2015: A year of new beginnings

Hello NUTs,

2015 is a year of new beginnings for me and for our group. As many of you know, I have moved to the northwest corner of California. Our move went smoothly with the help of my daughter and my two grandsons. We are unpacked but still arranging and rearranging our “Blue House”.

Even though I am 825 miles from Encinitas I will continue to keep you up to date on nutrition research, news and answer any questions you may have. This website is now public so feel free to share it with family & friends.

Even though I have been packing and moving I have kept an eye on the health news. Lots to share!

Let’s start with Dr. Oz. Here is one of many articles that appeared in the news on December 19th regarding a study reported in the BMJ (British Medical Journal).

Reporting in the BMJ, Canadian researchers analyzed two medical TV talk shows—The Dr. Oz Show and The Doctors—and found that only 46% of the recommendations on The Dr. Oz Show and 63% on The Doctors were supported by evidence. 15% of advice given on Oz and 14% of advice on The Doctors contradicted the available published evidence in journals.” For the full article click here:

As we have discussed before, we must be our own health advocate. Advice on the internet is generally ‘one size fits all’. We are unique individuals, not statistics. Taking medical advice from the internet is a crap shoot. You really can’t always believe what you hear or read. My resource page has links to safe sites with evidence based information.

The U.S News & World Report’s senior health and wellness editor, Angela Haupt, said on Tuesday that the DASH diet has been named the best overall diet for the 5th consecutive year. They have been ranking and evaluating diets for five years. This diet is rich in vegetables, whole grains and low-fat dairy, See entire article at

Is the DASH diet better than the Mediterranean diet? The original DASH diet was heavy in refined grains. The new improved Dash diet is rich in fruits, vegetables, low-fat & non-fat dairy, along with nuts, beans, seeds, whole grains, lean meats, fish & poultry. You can find more information here:  It has an easy to follow plan. From what I have seen it is as good as the Mediterranean diet and lower glycemic as well.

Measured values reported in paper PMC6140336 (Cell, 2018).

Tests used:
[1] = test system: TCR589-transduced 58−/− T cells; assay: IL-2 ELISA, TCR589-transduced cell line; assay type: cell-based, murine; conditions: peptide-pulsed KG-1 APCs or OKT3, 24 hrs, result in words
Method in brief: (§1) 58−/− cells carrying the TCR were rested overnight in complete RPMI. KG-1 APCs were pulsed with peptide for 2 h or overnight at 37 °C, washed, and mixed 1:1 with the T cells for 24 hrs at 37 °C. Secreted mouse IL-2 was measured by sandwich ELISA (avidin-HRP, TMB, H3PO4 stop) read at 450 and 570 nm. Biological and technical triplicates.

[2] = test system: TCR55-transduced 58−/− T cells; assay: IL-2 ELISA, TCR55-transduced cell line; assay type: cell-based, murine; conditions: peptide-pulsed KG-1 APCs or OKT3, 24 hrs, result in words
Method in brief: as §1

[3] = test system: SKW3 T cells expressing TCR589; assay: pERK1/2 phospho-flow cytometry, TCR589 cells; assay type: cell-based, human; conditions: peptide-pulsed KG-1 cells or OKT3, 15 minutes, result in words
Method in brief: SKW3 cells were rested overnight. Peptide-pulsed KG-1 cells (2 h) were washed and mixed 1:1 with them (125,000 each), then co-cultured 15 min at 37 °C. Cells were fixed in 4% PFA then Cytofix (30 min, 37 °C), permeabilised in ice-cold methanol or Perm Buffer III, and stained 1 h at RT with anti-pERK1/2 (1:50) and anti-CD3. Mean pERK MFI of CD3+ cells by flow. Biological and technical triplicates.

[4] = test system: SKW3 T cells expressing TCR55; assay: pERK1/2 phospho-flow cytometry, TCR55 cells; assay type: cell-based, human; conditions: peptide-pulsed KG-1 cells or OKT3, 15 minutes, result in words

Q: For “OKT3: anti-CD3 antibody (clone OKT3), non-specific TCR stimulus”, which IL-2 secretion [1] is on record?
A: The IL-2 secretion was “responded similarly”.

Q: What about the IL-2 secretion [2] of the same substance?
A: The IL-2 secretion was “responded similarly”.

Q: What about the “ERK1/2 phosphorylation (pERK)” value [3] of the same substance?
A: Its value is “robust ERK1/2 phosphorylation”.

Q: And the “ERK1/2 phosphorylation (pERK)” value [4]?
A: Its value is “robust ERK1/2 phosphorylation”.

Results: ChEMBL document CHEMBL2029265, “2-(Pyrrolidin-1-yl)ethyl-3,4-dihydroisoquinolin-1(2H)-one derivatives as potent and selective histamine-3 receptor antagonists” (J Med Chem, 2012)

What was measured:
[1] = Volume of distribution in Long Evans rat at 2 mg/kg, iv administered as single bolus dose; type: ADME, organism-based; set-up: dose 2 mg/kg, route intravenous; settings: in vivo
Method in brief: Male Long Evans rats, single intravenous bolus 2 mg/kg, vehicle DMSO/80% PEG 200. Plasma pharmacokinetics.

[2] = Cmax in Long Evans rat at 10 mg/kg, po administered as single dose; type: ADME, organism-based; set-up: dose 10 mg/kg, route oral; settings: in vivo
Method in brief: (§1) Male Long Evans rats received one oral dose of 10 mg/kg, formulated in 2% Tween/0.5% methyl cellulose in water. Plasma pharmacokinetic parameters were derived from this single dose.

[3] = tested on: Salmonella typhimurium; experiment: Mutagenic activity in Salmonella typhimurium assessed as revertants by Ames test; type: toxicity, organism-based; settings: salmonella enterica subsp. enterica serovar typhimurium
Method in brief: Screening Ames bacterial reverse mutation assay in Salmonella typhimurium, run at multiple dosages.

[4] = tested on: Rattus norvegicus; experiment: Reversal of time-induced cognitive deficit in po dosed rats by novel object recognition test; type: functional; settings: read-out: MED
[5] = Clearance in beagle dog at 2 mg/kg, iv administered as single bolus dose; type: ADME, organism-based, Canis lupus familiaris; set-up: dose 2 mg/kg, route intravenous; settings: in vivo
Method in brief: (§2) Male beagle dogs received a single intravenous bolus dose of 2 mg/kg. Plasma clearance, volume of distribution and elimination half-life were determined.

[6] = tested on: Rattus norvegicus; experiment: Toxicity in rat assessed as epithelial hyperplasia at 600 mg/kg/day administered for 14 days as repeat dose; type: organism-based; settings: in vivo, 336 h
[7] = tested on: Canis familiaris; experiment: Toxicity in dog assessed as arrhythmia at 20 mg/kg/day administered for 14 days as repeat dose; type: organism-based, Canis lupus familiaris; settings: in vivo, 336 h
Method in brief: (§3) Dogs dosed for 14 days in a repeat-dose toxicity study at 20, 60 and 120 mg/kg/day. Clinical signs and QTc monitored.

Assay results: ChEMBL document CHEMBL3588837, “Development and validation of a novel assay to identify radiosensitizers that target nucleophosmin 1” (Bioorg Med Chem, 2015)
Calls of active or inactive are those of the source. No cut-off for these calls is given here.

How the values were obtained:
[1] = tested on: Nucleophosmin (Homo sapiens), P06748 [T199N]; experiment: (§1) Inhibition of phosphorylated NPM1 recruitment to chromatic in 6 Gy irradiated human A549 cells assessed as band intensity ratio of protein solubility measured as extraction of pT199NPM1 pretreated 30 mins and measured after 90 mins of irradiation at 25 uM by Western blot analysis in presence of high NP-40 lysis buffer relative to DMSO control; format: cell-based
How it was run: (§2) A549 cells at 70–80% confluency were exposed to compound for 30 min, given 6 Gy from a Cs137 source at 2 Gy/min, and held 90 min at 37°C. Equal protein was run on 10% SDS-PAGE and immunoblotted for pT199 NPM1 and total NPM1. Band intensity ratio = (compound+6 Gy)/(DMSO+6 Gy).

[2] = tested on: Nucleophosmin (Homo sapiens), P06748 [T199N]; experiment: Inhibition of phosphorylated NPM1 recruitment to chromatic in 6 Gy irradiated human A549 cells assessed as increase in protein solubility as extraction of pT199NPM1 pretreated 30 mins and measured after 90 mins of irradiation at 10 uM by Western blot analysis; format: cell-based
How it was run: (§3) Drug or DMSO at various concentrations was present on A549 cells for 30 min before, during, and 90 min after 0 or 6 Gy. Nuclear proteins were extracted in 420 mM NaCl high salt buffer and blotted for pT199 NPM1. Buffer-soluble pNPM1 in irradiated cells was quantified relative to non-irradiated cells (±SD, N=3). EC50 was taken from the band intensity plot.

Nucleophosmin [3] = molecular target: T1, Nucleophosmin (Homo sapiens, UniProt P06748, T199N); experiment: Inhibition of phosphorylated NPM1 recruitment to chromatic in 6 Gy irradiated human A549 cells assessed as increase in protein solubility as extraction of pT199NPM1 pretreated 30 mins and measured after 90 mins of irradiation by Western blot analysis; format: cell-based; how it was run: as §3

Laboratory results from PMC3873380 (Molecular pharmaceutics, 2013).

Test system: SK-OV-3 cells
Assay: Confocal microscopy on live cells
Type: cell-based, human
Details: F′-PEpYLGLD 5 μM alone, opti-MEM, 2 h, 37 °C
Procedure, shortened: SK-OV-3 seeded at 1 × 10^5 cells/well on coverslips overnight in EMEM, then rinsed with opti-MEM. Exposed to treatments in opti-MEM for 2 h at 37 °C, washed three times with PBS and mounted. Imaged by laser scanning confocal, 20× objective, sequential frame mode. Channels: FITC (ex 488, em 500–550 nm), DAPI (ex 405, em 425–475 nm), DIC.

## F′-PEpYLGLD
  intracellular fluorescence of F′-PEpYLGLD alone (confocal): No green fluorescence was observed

The last piece of news I will share today is an article in Time: Most Cancer Is Beyond Your Control, Breakthrough Study Finds.

This is a very interesting study. I think that it potentially could change the way science looks at cancer.

“Christian Tomasetti and Bert Vogelstein at Johns Hopkins University believe they may have found an answer, and it’s likely to turn our understanding of cancer — and how it should be diagnosed and treated — on its head. In a groundbreaking paper published in Science, the duo describe a new factor, a tissue’s stem cells, that may explain as much as two-thirds of the difference in cancer risk among different tissues.”

This last paragraph in the article is very important.

“In the meantime, he stresses that while we may not be able to prevent the tumors from forming, it’s still possible to treat them and potentially save lives by finding them early and removing them or using chemotherapy or radiation to keep them under control. “My biggest fear is that people will say forget about it, and then do nothing. The opposite is true. We need to do everything we did before, but we want to do it even more than before,” he says.”

Lifestyle changes can change the course of your treatment. Diet, exercise and stress reduction are very important not only to a cancer patient but to everyone. These 3 can decrease the risk of heart disease, diabetes, cancer and other illnesses.

That’s it for this week. I will be updating the website and adding new posts each Tuesday. I am grateful that we can continue to connect. Hugs to all of you.